E3 Fallout: The Good and the Bad of "The Big Three"

As the dust of the news overload that is E3 begins to settle, I feel it is safe to begin analyzing what was presented.  We’ve seen Ubisoft’s rockstar line-up, EA’s slew of sports games, and a life sized Dracula statue from Konami, but what everyone is still talking about is the “Big Three” -- Nintendo, Sony, and Microsoft.


One way market analysts determine if an event was “good” or “bad” for a company is relatively easy. Look at the stock prices. Here is a chart that shows the stock numbers for the “Big Three” from the beginning of E3 until now. It may not come as a huge surprise that Sony stock went up, 5.92% to be exact, but what took some by surprise, including me, was how good E3 was for Nintendo. Even without hosting a large press briefing like in years past, Nintendo’s stock still went up almost 11%. Microsoft was the only company that didn’t seem to benefit from the E3 week with its stocks prices dropping 1.87% since E3 opened. But what do these stock numbers mean for the success of any of the three companies? Pretty much nothing. No stock jump can predict if a console is going to be successful at launch or if people will suddenly start buying Wii U’s.  All it shows is the confidence of stock buying individuals, and those people are more confident in the future of Sony and Nintendo over Microsoft. 


Another bad omen for Microsoft took the form of an Amazon poll. On the day E3 closed, Amazon posted a poll on their Facebook asking users to vote which console they prefer between the PS4 and the Xbox One. The poll opened on June 13th and was scheduled to run until June 20th, but Amazon shut the poll down early after the voting turned immensely towards the PS4. By the time the poll was closed, the results were 38984 votes for PS4 and a mere 2162 for the Xbox One. That is a solid 94% for the PS4, a crushing majority. Other evidence of this staggering support for the PS4 over the Xbox One could be heard on Facebook, Reddit, and other social media sites. The internet had found a villain, and they wanted to let people know.

In the meantime, preorders for the PS4 spiked and rocketed it to the top of the Amazon.com Video Game Bestseller’s list. At the time of this writing, with the PS4 coming in first place and the Xbox One in the second place slot, eight of the top ten bestselling video game products are PS4 consoles or Sony products, like Playstation Store cards and the recently released game The Last of Us. Although the Xbox One occupies second place, the PS4 also occupies spots four, five, seven, and eight, which could lead to significantly more PS4 consoles being pre-ordered than Xbox Ones.  It is hard to know any specifics since Amazon isn’t telling the exact numbers of how many consoles of each brand are being ordered. Because this data is so nebulous, it is hard to analyze. How many more PS4s are being pre-ordered than Xbox Ones? Who knows. This is only one of many retailers where these pre-orders are available. Best Buy, Gamestop, Walmart, and other retailers all offer pre-orders and we don't know their numbers. Nevertheless, it seems to be following the pattern of Sony outpacing Microsoft, but probably not by far and definitely not by the 94% implied by the Amazon poll. People are still ordering Xbox One consoles in droves, which outlines the obvious but overlooked aspect of console success. Sales.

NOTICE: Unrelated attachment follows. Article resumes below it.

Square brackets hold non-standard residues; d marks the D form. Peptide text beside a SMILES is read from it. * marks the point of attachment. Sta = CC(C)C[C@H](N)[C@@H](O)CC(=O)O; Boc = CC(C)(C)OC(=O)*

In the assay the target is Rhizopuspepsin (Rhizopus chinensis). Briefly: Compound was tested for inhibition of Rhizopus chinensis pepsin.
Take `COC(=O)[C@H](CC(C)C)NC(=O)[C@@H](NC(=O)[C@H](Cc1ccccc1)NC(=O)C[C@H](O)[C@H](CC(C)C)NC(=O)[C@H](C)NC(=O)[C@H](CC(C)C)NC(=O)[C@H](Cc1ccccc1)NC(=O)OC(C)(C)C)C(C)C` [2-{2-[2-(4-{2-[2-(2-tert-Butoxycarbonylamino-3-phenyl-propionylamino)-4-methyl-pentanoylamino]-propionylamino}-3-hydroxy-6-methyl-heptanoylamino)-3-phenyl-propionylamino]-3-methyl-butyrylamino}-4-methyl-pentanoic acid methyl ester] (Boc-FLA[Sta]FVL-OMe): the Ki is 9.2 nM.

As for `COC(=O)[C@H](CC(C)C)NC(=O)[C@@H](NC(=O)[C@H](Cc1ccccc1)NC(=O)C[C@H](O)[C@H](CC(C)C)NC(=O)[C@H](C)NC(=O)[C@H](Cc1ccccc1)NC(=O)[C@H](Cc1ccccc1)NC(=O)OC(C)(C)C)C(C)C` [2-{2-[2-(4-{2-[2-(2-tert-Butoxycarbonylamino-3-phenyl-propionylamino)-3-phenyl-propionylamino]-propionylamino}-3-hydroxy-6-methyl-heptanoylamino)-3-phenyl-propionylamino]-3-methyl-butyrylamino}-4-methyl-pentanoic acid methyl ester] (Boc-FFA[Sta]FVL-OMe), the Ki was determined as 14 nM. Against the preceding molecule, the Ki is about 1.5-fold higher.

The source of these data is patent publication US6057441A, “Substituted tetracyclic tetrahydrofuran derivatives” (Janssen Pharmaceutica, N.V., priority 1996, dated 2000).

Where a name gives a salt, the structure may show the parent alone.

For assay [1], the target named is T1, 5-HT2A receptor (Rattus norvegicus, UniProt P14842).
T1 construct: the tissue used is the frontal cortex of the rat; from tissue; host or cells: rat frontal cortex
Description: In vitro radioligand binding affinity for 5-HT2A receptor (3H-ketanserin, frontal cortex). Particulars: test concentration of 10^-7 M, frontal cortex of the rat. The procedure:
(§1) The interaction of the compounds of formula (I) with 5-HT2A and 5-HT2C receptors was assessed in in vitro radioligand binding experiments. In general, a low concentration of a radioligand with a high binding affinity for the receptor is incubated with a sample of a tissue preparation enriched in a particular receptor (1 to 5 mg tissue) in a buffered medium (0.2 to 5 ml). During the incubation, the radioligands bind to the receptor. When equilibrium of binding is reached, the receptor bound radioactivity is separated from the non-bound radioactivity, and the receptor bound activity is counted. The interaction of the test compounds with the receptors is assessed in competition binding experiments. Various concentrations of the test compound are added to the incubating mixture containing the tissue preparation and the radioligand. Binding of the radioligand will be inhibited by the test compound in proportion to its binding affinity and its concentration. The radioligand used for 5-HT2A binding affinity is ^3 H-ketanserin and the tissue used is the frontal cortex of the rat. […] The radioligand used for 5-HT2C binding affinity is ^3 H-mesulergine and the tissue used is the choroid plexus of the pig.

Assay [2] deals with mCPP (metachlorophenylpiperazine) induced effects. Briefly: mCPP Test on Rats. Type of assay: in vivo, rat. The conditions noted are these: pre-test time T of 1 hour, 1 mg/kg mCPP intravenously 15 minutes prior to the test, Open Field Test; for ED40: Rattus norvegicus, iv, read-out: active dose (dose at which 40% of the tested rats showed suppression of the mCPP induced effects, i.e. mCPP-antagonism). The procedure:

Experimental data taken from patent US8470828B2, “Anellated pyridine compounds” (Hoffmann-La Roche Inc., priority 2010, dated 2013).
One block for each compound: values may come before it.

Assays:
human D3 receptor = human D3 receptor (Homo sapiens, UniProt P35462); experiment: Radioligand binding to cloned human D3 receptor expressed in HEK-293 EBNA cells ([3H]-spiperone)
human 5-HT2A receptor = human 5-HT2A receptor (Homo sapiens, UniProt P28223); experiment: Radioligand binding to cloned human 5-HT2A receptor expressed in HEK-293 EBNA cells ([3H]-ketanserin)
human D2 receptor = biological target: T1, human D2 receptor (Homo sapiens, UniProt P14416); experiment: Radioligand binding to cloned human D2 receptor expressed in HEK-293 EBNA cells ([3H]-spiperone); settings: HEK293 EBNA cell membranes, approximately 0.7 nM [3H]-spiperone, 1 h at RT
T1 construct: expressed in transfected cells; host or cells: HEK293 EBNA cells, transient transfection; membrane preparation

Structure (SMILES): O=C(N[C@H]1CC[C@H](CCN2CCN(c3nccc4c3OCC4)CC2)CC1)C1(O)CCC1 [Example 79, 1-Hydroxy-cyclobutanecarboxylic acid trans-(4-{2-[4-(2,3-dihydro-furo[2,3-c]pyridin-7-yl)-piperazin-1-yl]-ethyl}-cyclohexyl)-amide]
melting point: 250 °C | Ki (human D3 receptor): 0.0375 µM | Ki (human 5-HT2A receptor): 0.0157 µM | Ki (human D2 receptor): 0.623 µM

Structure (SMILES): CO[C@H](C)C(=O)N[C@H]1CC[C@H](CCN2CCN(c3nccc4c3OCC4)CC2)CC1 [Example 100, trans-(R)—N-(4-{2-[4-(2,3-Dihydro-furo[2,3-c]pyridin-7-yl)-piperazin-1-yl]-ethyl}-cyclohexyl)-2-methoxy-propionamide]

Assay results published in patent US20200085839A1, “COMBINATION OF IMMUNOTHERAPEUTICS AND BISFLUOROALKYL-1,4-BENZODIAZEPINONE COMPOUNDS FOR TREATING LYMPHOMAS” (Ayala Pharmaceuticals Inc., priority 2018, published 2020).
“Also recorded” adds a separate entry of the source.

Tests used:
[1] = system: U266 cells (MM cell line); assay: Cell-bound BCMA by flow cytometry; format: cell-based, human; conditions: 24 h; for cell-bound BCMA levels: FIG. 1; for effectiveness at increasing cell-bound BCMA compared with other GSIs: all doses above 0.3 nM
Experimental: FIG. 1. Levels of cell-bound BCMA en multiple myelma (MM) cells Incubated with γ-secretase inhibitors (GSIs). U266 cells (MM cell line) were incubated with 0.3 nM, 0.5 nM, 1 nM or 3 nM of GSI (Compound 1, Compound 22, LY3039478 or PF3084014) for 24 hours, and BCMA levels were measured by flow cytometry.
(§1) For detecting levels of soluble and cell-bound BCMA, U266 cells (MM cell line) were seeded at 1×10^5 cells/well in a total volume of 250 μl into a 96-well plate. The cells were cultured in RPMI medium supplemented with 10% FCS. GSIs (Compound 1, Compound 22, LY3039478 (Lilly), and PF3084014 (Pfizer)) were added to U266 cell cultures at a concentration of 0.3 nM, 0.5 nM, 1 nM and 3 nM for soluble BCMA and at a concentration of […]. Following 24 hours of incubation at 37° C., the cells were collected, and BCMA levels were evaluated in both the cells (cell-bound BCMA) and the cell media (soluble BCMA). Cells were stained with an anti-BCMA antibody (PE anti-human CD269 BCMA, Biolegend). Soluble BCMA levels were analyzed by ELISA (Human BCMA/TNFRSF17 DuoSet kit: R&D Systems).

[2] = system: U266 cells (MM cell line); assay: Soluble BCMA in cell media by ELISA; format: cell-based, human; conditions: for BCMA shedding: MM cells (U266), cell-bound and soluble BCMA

It doesn’t matter how upset the internet gets or how many people vote that one console is better than the other online, at the end of the day all that matters is how many of each console was sold. People may be upset at the Xbox One’s required online connection or both console’s lack of backwards compatibility, but will that prevent people from purchasing them? I doubt it. Microsoft revealed some pretty cool looking games in their massive press briefing at E3, and once the reviews and gameplay for the AAA titles like Titanfall start rolling in I think consumers will begin to forget about all of the things that turned them off of the Xbox One in the first place. “How often does my internet go out for more than 24 hours anyway?” They’ll think.  “I never really buy used games anyways.” They’ll tell themselves as they pull out their wallets. Look how quickly consumers got over the Xbox 360’s tendency to Red Ring and die, or the PS3’s sudden lack of backwards compatibility between versions. Negative attributes of the hardware fade into the background once cool games come into the picture.  

This is also assuming that the consumers purchasing the products are up to date on the current internet scandals.  Just under 43,000 people attended E3 and there are around 3 million subscribers to the gaming section of Reddit. Both of these numbers are minuscule compared to the 77.2 million Xbox 360s sold and the 70 million PS3s.  A large amount of these sales was probably “uneducated” to the bad press and controversies each console had at the time. They made their purchasing decision based on price, advertising and the prompting of their children. 

I’m not saying that the negative press won’t affect Xbox One sales this holiday season. It will. I bet Microsoft misses it’s sales predictions for the Xbox One by 10%, but in the long run I doubt it will matter. People will grow accustomed to the features of the Xbox One and the differences between the PS4 and the Xbox One will shrink down to a difference of game selection and performance, just like the what the current console generation has become. This is a situation where people need to vote with their wallets, rather than with online polls, but I doubt it is going to happen. Also, I predict the Wii U will start selling consoles again because they are finally releasing games for it.

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